The $2 Million Urinal: Why Hard Work Doesn’t Cut It

In 1917, Marcel Duchamp walked into a plumbing supply store in New York City and selected what’s known as a Bedfordshire-style urinal from the array of bathroom fixtures on offer. When he returned to his studio with his gleaming porcelain find, he laid it on its back, signed it “R. Mutt,” named it Fountain, and called it art. Displayed at an angle and out of its normal context, it was oddly beautiful, but aesthetics weren’t really the point. Duchamp submitted the signed urinal to the Society of Independent Artists—which he served as the founder and director of—for exhibition. The society was so forward-thinking that its stated purpose, in fact, was to avoid the highbrow selectivity of stuffy museums. Instead, curators vowed to accept works by anyone who wished to be included, as long as they paid a small membership fee. The exhibition was the largest of its kind, and it nonjudgmentally featured art by big names and complete unknowns in the same space.

But Fountain was too much even for the society’s open-minded curators. Not only did Duchamp anonymously submit a functional, premade object to an art exhibit, which was unheard of at the time, but he chose a deeply impolite urinal. The society balked, refusing to display the piece. And so Fountain met an unceremonious end. Only a single photograph of it, by Alfred Stieglitz, survives. The urinal itself was presumably discarded in an early-twentieth-century trash heap, buried among the flotsam and jetsam of a bygone era.

The point Duchamp was making, though, lives on. The piece was an in-your-face provocation, one that shook the very foundation of the art world. Today, many art historians consider Fountain to be the single most important work of modern art. To give you a sense of its importance, Dimitri Daskalopoulos, a Greek collector, forked over almost $2 million in 1997, and not even for the discarded original. He paid that sum for one of seventeen replicas released fifty years later by Duchamp’s dealer. “For me,” Daskalopoulos said, “it represents the origins of contemporary art.”

Fountain illustrates how difficult it is to understand success in areas where quality and performance are inherently absent.

Fountain illustrates how difficult it is to understand success in areas where quality and performance are inherently absent. As an art collector myself, I’m choosing my words carefully. But I do mean to say that there is no quality in art. I’m not being disparaging. I make time to visit contemporary art museums and stop by galleries in every city I travel to. Still, I’m also taken aback by the extraordinary value of some of these pieces, especially considering these price tags do not reflect inherent quality. The simple truth is we have no way of objectively determining the value of any work of art or the performance of its maker. And so all forms of art—poetry, sculpture, novels, even a badly executed interpretive dance—are, essentially, priceless. So how, then, do we explain the myriad of masterpieces that have fetched more than a hundred million dollars in recent decades?

The art world is a wonderful illustration of the First Law of Success:

Performance drives success, but when performance can’t be measured, networks drive success.

If we have metrics to use—on the tennis court, say, or in your business’s quarterly reports—it is performance that drives success. It’s easy to spot the difference between a professional athlete and an amateur when they play the links side by side. We respond by rewarding excellent performers financially and socially, often in disproportionate measure. But if you hang a piece of modern art next to a child’s finger painting, grumpy uncles are wont to say that they look exactly the same. I don’t agree, but they do have a point: determining which work is “better” is sometimes a tricky proposition. We can take cues from context and make an educated guess. One hangs on a kitchen refrigerator, the other on a gallery wall. One hangs in a small-town gallery, the other in New York’s MoMA. One sells for $50, the other for $5 million. The Duchampian reality is that these cues shape our perception, frame our understanding, and set the market price. They are also shaped by networks.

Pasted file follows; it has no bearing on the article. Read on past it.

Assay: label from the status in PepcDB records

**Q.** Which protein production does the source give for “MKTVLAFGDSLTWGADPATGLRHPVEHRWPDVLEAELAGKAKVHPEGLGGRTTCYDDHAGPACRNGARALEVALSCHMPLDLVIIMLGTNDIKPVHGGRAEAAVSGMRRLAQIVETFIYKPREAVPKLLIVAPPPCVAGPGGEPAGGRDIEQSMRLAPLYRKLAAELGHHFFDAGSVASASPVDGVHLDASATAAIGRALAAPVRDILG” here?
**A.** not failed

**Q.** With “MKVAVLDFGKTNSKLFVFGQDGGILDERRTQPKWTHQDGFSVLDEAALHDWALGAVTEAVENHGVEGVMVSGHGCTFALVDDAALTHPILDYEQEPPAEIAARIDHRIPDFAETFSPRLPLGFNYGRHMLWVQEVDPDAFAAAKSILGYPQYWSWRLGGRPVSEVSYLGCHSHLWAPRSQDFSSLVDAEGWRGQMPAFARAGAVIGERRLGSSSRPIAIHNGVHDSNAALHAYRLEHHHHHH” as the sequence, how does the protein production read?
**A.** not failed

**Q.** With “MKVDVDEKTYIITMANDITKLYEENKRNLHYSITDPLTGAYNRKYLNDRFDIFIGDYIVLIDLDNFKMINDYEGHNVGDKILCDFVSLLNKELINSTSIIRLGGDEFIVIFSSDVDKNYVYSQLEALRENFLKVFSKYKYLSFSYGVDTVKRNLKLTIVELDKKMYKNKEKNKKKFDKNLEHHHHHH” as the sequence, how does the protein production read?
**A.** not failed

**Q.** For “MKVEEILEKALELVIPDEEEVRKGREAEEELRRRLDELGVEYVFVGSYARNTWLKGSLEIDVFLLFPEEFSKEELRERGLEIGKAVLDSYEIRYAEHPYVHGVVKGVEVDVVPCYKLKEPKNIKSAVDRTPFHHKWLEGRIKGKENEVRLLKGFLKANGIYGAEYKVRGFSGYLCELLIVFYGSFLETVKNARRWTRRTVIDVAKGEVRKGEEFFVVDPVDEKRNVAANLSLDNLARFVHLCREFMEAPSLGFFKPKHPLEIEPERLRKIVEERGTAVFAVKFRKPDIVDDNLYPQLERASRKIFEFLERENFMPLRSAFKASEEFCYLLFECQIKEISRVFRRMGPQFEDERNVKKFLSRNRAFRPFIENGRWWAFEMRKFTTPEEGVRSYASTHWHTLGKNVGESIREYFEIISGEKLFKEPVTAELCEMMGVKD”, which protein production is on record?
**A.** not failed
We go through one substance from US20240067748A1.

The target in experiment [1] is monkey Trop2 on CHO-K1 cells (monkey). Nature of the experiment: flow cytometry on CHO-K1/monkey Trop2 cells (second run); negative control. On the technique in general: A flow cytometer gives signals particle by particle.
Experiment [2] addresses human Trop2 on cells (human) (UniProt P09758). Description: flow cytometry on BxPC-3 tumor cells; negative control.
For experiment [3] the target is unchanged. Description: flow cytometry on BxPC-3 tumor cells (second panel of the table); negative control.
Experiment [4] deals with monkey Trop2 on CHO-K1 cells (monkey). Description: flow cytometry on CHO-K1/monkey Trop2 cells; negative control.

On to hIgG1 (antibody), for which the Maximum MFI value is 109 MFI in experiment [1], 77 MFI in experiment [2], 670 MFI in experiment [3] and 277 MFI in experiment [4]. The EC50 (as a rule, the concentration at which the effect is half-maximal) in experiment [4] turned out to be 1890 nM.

The key to success in the art world? Networks, networks, networks

I have spent the past two decades documenting how networks work in numerous realms from genetics to business, but until recently, anyway, art was not one of them. That’s because the art world is as secretive as the Swiss banking system. So much so that even art world insiders—the very people whose job is to help particular artists on their path to success—often have a limited understanding of why a particular work lands in a major museum or sells for dazzling sums at auction.

Luckily, data is a genie that’s hard to keep stuffed in a bottle. When I dropped in on a meeting with Chris Riedl, a young faculty member at the Network Science Institute at Northeastern University, and his postdoc, Sam Fraiberger, I expected to learn more about Chris’s research into T-shirt sales. But my ears perked up at the end of the meeting, when Sam mentioned that he had access to a massive trove of data pertaining to the art world.

And according to Sam, here it was: really big data, capturing the careers of roughly half a million artists working worldwide from 1980 to 2016. It contained details on hundreds of thousands of exhibitions at more than 14,000 galleries and close to 8,000 museums over the thirty-five-year time frame. It also included information about the nearly 3 million artworks sold at auction during that same period. The data was provided to us by Magnus Resch, a German art historian living in New York, who built Magnus, an app designed to help art lovers recognize and price artwork in galleries and museums.